Perception and Production of Intonation among English-Spanish Bilingual Speakers at Different Proficiency Levels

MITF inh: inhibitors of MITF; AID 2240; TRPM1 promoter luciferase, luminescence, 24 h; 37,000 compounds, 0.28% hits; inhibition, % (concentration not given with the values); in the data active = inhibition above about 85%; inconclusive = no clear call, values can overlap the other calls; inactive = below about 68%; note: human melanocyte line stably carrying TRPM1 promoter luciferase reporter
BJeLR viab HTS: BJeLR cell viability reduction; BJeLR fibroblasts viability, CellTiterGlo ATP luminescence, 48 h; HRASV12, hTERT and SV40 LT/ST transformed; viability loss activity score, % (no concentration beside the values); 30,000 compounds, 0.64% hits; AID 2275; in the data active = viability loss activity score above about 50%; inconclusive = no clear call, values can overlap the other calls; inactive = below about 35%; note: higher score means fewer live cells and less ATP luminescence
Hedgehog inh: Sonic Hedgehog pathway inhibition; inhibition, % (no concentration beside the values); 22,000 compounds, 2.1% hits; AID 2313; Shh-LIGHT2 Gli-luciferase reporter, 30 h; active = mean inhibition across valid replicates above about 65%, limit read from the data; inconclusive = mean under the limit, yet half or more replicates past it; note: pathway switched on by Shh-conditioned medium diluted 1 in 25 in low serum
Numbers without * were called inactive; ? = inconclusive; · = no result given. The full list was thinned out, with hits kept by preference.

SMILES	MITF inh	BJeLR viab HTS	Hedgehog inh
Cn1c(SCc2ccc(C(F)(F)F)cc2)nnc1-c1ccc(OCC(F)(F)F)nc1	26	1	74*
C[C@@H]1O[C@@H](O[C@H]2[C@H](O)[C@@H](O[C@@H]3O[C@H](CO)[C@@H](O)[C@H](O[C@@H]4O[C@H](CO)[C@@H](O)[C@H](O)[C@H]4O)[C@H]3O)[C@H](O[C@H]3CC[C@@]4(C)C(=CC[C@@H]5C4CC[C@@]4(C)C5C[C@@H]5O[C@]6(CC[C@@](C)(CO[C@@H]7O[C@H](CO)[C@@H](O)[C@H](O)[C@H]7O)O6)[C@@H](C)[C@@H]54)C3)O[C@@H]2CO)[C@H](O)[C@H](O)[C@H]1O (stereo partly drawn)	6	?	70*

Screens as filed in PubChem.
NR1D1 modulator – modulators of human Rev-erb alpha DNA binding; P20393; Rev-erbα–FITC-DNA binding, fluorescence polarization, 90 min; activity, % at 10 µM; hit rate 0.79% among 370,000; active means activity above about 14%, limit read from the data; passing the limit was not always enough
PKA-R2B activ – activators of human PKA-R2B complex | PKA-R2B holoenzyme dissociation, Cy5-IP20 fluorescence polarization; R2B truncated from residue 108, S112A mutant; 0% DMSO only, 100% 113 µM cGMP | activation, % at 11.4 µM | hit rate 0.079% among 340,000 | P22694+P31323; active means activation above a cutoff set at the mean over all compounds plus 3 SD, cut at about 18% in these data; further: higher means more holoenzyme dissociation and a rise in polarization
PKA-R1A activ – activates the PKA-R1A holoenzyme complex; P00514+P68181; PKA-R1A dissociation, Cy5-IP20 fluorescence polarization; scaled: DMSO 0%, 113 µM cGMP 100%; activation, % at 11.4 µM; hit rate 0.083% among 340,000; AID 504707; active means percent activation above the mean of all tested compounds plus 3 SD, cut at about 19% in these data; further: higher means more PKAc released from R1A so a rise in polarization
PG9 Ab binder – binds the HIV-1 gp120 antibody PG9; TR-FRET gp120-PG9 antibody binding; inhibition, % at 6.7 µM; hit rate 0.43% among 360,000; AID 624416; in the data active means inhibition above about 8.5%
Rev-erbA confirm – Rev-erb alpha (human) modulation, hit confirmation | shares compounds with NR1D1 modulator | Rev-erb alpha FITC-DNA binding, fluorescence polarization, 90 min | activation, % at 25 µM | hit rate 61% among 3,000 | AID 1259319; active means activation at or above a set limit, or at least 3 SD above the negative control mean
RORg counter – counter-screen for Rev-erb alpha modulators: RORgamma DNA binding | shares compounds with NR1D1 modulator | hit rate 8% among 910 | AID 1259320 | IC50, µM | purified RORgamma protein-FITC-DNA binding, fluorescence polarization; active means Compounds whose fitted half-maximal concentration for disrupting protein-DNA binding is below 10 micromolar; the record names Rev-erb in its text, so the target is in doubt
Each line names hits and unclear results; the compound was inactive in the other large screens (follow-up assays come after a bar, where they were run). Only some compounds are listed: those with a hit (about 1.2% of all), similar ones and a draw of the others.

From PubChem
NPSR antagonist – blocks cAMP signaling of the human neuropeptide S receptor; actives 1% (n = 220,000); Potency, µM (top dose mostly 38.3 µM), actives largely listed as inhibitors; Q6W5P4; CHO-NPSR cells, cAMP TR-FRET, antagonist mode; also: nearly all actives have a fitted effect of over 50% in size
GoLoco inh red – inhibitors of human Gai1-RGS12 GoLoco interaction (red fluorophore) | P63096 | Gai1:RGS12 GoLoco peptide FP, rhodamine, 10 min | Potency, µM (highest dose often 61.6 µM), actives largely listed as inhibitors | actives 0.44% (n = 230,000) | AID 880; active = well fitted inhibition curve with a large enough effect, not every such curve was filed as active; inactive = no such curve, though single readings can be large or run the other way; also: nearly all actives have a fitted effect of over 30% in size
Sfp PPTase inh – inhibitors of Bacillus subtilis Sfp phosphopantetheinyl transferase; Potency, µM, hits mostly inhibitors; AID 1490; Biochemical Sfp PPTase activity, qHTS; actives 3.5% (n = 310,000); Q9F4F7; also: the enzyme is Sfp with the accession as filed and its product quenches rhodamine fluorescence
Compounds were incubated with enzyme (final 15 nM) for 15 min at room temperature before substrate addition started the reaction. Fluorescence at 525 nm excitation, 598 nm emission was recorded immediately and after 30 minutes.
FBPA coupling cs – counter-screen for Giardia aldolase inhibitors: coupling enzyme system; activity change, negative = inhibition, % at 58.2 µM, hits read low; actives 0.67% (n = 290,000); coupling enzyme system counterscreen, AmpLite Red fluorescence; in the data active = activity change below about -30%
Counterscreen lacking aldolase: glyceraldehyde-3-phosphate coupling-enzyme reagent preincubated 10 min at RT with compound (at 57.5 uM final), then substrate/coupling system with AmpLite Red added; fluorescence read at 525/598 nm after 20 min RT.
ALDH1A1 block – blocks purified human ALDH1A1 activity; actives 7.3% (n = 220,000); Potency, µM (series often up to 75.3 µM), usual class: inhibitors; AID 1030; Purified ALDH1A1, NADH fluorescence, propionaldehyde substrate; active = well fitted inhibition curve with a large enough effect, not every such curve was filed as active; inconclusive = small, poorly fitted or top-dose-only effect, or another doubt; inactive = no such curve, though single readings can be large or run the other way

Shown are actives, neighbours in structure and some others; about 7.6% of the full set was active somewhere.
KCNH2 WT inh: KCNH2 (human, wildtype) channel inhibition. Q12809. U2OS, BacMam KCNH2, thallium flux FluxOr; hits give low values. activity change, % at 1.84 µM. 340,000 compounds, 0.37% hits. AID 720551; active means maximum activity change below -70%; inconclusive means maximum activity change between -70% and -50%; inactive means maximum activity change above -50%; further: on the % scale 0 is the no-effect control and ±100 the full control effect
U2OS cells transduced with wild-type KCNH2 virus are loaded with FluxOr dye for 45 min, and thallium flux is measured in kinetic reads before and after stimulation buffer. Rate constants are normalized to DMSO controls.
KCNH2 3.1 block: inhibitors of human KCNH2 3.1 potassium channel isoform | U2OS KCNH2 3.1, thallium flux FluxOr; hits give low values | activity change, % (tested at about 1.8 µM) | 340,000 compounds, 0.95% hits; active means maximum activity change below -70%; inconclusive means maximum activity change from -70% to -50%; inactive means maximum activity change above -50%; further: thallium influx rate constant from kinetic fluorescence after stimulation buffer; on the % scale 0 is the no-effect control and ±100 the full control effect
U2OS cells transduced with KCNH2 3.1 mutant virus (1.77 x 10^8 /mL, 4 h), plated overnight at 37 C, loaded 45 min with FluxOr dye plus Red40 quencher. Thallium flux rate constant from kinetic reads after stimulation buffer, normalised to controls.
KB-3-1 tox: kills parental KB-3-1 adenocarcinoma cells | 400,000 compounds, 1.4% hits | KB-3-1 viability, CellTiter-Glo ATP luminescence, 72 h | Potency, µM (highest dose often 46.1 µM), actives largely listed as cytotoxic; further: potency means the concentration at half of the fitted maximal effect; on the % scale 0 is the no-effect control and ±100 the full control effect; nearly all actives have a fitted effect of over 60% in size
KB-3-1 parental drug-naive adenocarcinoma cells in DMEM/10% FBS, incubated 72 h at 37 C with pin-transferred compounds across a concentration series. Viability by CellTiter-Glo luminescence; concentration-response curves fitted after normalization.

This dissertation examined the perception and production of intonation among 55 English-native speakers of Spanish at three proficiency levels (low, high, and very high). Their performance was compared with monolingual speakers of Spanish (n=17) and English (n=17), and English-Spanish early bilinguals (heritage speakers, n=16). The target form was the intonational contour in neutral declarative utterances in Spanish, examined at two tonal events, namely prenuclear peak alignment and final boundary tone height. The study adhered to the theoretical principles of the Autosegmental-Metrical approach (Beckman & Pierrehumbert, 1986; Pierrehumbert, 1980, 2000). Participants completed an imitation task aimed at locating potential categorical shifts in the perception of both tonal events and two production tasks varying in speaking style (sentence reading and storytelling). Results revealed a marked contrast between Spanish and English in perception and production of both tonal events. Spanish speakers generally preferred later alignment of prenuclear peaks and lower height of final boundary tone. In turn, second language (L2) and early bilingual speakers tended to produce values in the middle range between Spanish and English. Performance of low-proficiency speakers generally approximated English monolingual speakers, while L2 speakers of very high proficiency produced values at the same level of heritage speakers under most measures. As regards the role of speaking style in production, some minor effects were found in prenuclear alignment, while no effects were obtained in final boundary tone. A strong relationship between production and perception was also found for prenuclear alignment but not for final boundary tone. Results also seemed to support some predictions made by the Speech Learning Model (Flege, 1995). Findings are discussed from the point of view of cross-linguistic influence, effects of high proficiency on L2 phonology, tonal representations for Spanish and English, and the link between production and perception in L2 prosody.
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